People@Work

What does it take for family businesses to last generations?

Chitra Narayanan | Updated on February 01, 2018

Jörg K. Ritter, co-leader, global family business advisory practice, Egon Zehnder

Eighty per cent of corporations around the globe are family-owned. However, only 3 per cent operate beyond the fourth generation. How can that be altered?

On Sunday, during the IPL auctions the spotlight turned on Aryaman Vikram Birla, son of business baron Kumar Mangalam Birla when he was picked up by Rajasthan Royals for ₹30 lakh. The conjectures resumed – with the son a professional cricketer, the elder daughter Ananya Birla launching her own startups (a microfinance business and an e-commerce luxury portal), will it be left to the youngest to enter $41-billion Aditya Birla Group?

Striking out on their own

“The trend is that the majority of next gen is interested in doing things not connected to their family businesses,” says Jörg K. Ritter, the Berlin-based co-leader, global family business advisory practice of Egon Zehnder. “We have seen this in Europe where the next gen just wants to take the money and start another business. Of course, some are happy to modernise their traditional family business, introduce digitalisation and so on, but largely the trend is they are interested in doing other things.”

Certainly, a lot of the millennials even in India seem to be doing their own thing. Kavin Mittal, son of Bharti Airtel chairman Sunil B Mittal, who runs Hike Messenger App, is a case in point.

Threats to longevity

Involving the next generation and preparing them to take charge is one of the big issues that crops up for family businesses. They also face many other challenges – transitioning to professional management, introducing governance among own family members, and so on. Building for perpetuity is a key challenge too. As Sonny Iqbal, Gurgaon-based co-leader of Egon Zehnder says, when they surveyed family businesses to find out their concerns, profit is often low down on the list. “Survival, sustainability, doing good, are often bigger concerns,” he says.

Eighty per cent of global corporations are family businesses. But according to the Family Business Institute, says Iqbal, only 30 per cent of these organisations last a second generation, 12 per cent remain viable till a third, and barely 3-4 per cent operate in the fourth generation or beyond. The reasons are multi-fold. Finding suitable successors, transitioning without losing vision and values, lack of governance can all derail companies. Not investing enough in innovation or digitalisation could be another.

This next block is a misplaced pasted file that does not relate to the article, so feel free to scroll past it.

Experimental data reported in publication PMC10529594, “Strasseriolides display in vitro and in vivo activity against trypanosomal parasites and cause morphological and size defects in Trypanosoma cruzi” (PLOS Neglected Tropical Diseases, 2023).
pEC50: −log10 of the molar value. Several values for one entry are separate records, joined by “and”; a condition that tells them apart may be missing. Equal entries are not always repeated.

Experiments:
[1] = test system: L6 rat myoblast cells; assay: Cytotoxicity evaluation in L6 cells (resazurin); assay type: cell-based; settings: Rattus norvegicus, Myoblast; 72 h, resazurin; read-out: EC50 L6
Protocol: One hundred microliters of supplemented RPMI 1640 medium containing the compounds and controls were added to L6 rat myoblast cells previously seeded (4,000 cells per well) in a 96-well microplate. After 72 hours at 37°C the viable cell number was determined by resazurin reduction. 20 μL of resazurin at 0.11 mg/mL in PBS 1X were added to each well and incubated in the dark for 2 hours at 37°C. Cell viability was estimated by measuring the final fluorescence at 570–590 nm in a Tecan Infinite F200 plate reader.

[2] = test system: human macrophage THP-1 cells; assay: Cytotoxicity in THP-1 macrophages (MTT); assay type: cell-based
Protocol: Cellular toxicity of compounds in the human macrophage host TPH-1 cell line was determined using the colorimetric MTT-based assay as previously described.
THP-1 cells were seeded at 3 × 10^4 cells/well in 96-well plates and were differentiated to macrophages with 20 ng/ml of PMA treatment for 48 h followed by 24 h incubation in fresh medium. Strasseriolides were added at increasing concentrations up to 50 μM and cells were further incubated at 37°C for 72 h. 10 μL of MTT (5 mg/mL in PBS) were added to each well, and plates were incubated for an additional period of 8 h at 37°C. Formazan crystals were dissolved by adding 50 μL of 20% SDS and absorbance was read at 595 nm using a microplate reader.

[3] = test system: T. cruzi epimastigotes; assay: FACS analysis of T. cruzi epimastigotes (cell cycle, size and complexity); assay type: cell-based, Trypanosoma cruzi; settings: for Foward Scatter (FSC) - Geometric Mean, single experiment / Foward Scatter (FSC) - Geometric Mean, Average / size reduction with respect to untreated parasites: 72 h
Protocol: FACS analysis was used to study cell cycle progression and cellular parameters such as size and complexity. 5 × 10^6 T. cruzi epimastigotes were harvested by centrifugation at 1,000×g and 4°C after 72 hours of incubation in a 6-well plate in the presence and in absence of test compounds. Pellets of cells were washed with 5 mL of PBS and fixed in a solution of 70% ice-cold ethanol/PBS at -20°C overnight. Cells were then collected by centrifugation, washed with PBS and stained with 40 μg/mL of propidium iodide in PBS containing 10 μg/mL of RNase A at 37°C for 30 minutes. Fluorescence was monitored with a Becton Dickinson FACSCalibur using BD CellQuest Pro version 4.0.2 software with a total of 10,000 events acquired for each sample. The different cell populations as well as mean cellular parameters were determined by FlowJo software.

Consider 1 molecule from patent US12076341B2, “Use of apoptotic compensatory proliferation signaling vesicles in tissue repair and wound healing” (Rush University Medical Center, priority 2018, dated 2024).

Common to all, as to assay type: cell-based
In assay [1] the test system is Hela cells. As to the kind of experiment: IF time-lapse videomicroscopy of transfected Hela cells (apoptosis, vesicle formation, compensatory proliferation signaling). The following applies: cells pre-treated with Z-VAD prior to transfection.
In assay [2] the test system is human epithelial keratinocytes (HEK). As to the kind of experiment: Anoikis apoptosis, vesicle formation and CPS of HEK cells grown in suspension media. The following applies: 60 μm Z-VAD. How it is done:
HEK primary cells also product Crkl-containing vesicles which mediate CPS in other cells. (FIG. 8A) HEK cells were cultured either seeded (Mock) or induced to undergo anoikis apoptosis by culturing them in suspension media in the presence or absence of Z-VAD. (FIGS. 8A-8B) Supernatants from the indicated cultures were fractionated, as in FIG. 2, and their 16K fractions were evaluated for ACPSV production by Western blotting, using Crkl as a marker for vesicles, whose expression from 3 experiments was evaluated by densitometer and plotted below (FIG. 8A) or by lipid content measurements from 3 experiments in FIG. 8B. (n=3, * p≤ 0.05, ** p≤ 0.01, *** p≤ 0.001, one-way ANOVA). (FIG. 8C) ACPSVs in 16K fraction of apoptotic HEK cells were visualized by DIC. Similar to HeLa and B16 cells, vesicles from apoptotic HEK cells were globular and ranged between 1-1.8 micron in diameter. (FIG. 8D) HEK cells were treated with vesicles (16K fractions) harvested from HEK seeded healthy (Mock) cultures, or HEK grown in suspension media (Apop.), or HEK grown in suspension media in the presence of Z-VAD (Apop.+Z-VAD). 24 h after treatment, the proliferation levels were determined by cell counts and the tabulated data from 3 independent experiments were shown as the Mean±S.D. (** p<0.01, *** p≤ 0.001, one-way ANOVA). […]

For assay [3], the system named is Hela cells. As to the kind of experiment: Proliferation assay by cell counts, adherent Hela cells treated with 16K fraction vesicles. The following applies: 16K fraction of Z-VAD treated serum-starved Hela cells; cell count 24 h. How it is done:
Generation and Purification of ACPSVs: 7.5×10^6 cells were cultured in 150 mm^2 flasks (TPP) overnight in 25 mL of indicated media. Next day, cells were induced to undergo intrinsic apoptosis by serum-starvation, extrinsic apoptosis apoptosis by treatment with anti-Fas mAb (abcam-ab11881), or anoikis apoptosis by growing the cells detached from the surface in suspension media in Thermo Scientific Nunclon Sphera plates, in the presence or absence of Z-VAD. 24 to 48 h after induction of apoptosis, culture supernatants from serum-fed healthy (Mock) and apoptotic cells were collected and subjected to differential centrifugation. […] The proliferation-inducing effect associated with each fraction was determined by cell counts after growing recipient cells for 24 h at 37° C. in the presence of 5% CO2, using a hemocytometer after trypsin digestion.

But if you flip things around and ask why some family businesses are so successful, some common threads emerge. Says Iqbal, “ If the fundamentals of governance are solid, if the fundamentals of innovation are good and if the foundation has been laid in a thoughtful way targeting perpetuity, then usually there is longevity.”

Governance is key, both Ritter and Iqbal stress. And they are talking governance not just at the board level on company matters, but also at the family level. Explains Ritter, if by the fourth generation the family has some 600 shareholders, their roles, involvement, compensation and so on have to be spelt out clearly to everyone.

In 2015, Egon Zehnder conducted research among 50 of the world’s top family firms which were mostly in their third or fourth generations. This exercise led them to formulate a tool or measure called Family Gravity with which the firm now evaluates family-owned businesses to determine their performance and longevity.

Ritter explains that there are seven elements to Family Gravity

Values: Does the company have the right values? Are these values well-articulated and is a culture in place?

Vision: Is there a 10-year vision of what the business will be like, and thoughts on how vision can change from one generation to another?

Cohesion & family identity: When a family enters the fourth or fifth generation and becomes too large with over 200 shareholders, is there a shared or collective identity?

Communication & interactivity: How do the various family members communicate and interact with each other? What do they know about the business?

Family business involvement: How should owners of family businesses be involved? There are many owners who not only own but run the company, while many prefer to keep a distance and hand over the reins to professionals. Even they need to check in on a fortnightly basis.

Family and business governance: The governance structure of not just the business but of family members is a key determinant of how successful it is.

Sustainability of leadership: Is the company prepared for succession? How is it developing leadership skills to allow for a transition?

Ritter explains that the Family Gravity index can be used to evaluate companies. Depending on their level of gravity one can predict whether they have the dimensions to flourish in the future. However, the good news is that even if a business fares badly on the index, it can work on these seven indicators to strengthen the family gravity.

“For instance, a series of workshops can be conducted to bring out values, create a vision, work on leadership development and so on,” says Ritter.

Published on January 31, 2018

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